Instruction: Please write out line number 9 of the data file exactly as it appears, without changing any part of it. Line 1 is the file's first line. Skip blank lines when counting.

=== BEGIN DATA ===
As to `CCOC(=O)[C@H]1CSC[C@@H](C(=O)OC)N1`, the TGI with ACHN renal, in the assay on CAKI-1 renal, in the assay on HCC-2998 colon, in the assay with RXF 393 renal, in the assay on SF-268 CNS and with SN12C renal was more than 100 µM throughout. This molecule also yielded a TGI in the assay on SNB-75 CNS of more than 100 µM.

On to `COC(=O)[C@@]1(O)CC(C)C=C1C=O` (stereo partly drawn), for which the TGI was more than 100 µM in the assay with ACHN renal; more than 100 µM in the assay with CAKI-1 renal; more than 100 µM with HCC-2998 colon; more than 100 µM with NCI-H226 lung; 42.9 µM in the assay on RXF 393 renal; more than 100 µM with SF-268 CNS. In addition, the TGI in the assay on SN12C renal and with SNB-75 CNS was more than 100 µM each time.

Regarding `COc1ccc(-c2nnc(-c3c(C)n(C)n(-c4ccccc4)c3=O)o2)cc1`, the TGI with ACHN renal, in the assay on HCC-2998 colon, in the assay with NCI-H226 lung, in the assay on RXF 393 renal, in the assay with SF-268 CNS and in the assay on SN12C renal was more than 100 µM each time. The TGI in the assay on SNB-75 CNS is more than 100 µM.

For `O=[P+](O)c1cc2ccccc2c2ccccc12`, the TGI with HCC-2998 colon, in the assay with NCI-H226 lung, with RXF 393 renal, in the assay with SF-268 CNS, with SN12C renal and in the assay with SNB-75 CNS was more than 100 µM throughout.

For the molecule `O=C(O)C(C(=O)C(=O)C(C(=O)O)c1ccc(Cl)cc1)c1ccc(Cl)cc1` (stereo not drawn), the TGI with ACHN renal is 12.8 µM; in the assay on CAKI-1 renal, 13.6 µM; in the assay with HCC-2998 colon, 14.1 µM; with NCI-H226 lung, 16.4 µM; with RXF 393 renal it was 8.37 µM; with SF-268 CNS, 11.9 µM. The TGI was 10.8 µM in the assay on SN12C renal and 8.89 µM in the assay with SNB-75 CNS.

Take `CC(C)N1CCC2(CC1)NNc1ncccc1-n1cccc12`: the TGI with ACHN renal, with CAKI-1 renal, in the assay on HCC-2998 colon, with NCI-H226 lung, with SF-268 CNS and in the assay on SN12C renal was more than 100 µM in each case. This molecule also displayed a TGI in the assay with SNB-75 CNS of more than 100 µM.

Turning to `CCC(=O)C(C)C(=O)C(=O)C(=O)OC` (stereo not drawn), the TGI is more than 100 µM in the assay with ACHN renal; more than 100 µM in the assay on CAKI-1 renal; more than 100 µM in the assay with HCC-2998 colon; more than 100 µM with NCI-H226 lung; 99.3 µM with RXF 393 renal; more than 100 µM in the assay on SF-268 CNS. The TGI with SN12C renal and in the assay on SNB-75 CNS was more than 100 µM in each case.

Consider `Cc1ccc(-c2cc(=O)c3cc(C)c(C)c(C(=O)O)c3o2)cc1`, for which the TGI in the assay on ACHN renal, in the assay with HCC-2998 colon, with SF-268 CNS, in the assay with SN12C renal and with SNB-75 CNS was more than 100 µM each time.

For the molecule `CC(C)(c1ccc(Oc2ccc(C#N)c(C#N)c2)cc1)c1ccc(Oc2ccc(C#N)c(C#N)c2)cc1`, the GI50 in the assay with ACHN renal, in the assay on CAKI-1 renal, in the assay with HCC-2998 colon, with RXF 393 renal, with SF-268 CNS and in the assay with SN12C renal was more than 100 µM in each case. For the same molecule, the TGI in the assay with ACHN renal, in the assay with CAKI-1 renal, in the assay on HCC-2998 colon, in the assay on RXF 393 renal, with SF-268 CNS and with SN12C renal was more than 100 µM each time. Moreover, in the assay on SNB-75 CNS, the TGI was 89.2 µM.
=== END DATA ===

For the molecule `CC(C)(c1ccc(Oc2ccc(C#N)c(C#N)c2)cc1)c1ccc(Oc2ccc(C#N)c(C#N)c2)cc1`, the GI50 in the assay with ACHN renal, in the assay on CAKI-1 renal, in the assay with HCC-2998 colon, with RXF 393 renal, with SF-268 CNS and in the assay with SN12C renal was more than 100 µM in each case. For the same molecule, the TGI in the assay with ACHN renal, in the assay with CAKI-1 renal, in the assay on HCC-2998 colon, in the assay on RXF 393 renal, with SF-268 CNS and with SN12C renal was more than 100 µM each time. Moreover, in the assay on SNB-75 CNS, the TGI was 89.2 µM.